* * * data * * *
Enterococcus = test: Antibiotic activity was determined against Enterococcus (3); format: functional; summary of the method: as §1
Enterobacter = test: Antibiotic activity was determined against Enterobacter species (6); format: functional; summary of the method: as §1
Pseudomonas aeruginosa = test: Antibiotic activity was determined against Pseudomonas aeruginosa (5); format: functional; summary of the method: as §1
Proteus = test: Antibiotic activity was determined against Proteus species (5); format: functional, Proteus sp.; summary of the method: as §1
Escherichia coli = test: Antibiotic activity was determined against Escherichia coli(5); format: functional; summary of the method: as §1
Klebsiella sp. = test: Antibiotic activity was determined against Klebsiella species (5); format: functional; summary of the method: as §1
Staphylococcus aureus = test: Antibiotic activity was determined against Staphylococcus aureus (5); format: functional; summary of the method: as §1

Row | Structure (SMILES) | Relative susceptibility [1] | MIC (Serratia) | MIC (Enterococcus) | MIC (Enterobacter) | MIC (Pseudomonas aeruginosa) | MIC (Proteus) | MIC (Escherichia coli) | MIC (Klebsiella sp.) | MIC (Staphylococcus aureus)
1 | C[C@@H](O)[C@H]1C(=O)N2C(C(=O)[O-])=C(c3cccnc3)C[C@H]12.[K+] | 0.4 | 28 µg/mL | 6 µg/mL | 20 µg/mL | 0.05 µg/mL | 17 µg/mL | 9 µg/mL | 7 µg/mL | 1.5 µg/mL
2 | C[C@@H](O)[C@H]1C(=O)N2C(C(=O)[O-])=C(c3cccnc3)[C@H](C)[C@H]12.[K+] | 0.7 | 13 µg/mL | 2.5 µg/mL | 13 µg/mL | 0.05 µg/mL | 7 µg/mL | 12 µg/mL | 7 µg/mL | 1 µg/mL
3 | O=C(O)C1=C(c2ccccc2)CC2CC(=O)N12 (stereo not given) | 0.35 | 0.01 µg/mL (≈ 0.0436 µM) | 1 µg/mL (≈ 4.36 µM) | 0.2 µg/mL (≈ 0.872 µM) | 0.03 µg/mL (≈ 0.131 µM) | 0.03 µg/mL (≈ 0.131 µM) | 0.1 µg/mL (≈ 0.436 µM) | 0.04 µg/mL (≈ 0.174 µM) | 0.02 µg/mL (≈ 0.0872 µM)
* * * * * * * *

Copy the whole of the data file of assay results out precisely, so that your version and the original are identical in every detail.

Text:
Enterococcus = test: Antibiotic activity was determined against Enterococcus (3); format: functional; summary of the method: as §1
Enterobacter = test: Antibiotic activity was determined against Enterobacter species (6); format: functional; summary of the method: as §1
Pseudomonas aeruginosa = test: Antibiotic activity was determined against Pseudomonas aeruginosa (5); format: functional; summary of the method: as §1
Proteus = test: Antibiotic activity was determined against Proteus species (5); format: functional, Proteus sp.; summary of the method: as §1
Escherichia coli = test: Antibiotic activity was determined against Escherichia coli(5); format: functional; summary of the method: as §1
Klebsiella sp. = test: Antibiotic activity was determined against Klebsiella species (5); format: functional; summary of the method: as §1
Staphylococcus aureus = test: Antibiotic activity was determined against Staphylococcus aureus (5); format: functional; summary of the method: as §1

Row | Structure (SMILES) | Relative susceptibility [1] | MIC (Serratia) | MIC (Enterococcus) | MIC (Enterobacter) | MIC (Pseudomonas aeruginosa) | MIC (Proteus) | MIC (Escherichia coli) | MIC (Klebsiella sp.) | MIC (Staphylococcus aureus)
1 | C[C@@H](O)[C@H]1C(=O)N2C(C(=O)[O-])=C(c3cccnc3)C[C@H]12.[K+] | 0.4 | 28 µg/mL | 6 µg/mL | 20 µg/mL | 0.05 µg/mL | 17 µg/mL | 9 µg/mL | 7 µg/mL | 1.5 µg/mL
2 | C[C@@H](O)[C@H]1C(=O)N2C(C(=O)[O-])=C(c3cccnc3)[C@H](C)[C@H]12.[K+] | 0.7 | 13 µg/mL | 2.5 µg/mL | 13 µg/mL | 0.05 µg/mL | 7 µg/mL | 12 µg/mL | 7 µg/mL | 1 µg/mL
3 | O=C(O)C1=C(c2ccccc2)CC2CC(=O)N12 (stereo not given) | 0.35 | 0.01 µg/mL (≈ 0.0436 µM) | 1 µg/mL (≈ 4.36 µM) | 0.2 µg/mL (≈ 0.872 µM) | 0.03 µg/mL (≈ 0.131 µM) | 0.03 µg/mL (≈ 0.131 µM) | 0.1 µg/mL (≈ 0.436 µM) | 0.04 µg/mL (≈ 0.174 µM) | 0.02 µg/mL (≈ 0.0872 µM)